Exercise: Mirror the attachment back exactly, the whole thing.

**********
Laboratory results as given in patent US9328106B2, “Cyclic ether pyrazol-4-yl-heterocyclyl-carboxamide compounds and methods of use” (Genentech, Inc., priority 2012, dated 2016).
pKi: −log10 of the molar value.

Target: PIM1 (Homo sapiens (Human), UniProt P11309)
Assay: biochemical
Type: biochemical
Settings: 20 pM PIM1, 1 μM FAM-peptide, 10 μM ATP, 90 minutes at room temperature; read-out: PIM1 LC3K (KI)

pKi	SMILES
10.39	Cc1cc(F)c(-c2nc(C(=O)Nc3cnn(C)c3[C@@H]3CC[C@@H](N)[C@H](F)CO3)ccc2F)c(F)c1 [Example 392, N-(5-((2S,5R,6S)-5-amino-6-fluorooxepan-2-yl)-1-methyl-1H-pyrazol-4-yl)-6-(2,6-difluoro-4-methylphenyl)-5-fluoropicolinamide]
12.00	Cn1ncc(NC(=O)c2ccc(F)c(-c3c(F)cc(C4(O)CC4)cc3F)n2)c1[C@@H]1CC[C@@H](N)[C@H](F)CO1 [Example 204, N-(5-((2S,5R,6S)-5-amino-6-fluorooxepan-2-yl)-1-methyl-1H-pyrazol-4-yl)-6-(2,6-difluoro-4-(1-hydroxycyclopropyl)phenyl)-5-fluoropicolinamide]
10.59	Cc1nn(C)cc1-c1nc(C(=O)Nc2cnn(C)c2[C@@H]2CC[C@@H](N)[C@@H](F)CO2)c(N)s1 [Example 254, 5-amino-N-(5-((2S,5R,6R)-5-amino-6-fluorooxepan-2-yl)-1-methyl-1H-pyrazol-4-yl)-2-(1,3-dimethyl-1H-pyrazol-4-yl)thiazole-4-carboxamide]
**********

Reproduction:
Laboratory results as given in patent US9328106B2, “Cyclic ether pyrazol-4-yl-heterocyclyl-carboxamide compounds and methods of use” (Genentech, Inc., priority 2012, dated 2016).
pKi: −log10 of the molar value.

Target: PIM1 (Homo sapiens (Human), UniProt P11309)
Assay: biochemical
Type: biochemical
Settings: 20 pM PIM1, 1 μM FAM-peptide, 10 μM ATP, 90 minutes at room temperature; read-out: PIM1 LC3K (KI)

pKi	SMILES
10.39	Cc1cc(F)c(-c2nc(C(=O)Nc3cnn(C)c3[C@@H]3CC[C@@H](N)[C@H](F)CO3)ccc2F)c(F)c1 [Example 392, N-(5-((2S,5R,6S)-5-amino-6-fluorooxepan-2-yl)-1-methyl-1H-pyrazol-4-yl)-6-(2,6-difluoro-4-methylphenyl)-5-fluoropicolinamide]
12.00	Cn1ncc(NC(=O)c2ccc(F)c(-c3c(F)cc(C4(O)CC4)cc3F)n2)c1[C@@H]1CC[C@@H](N)[C@H](F)CO1 [Example 204, N-(5-((2S,5R,6S)-5-amino-6-fluorooxepan-2-yl)-1-methyl-1H-pyrazol-4-yl)-6-(2,6-difluoro-4-(1-hydroxycyclopropyl)phenyl)-5-fluoropicolinamide]
10.59	Cc1nn(C)cc1-c1nc(C(=O)Nc2cnn(C)c2[C@@H]2CC[C@@H](N)[C@@H](F)CO2)c(N)s1 [Example 254, 5-amino-N-(5-((2S,5R,6R)-5-amino-6-fluorooxepan-2-yl)-1-methyl-1H-pyrazol-4-yl)-2-(1,3-dimethyl-1H-pyrazol-4-yl)thiazole-4-carboxamide]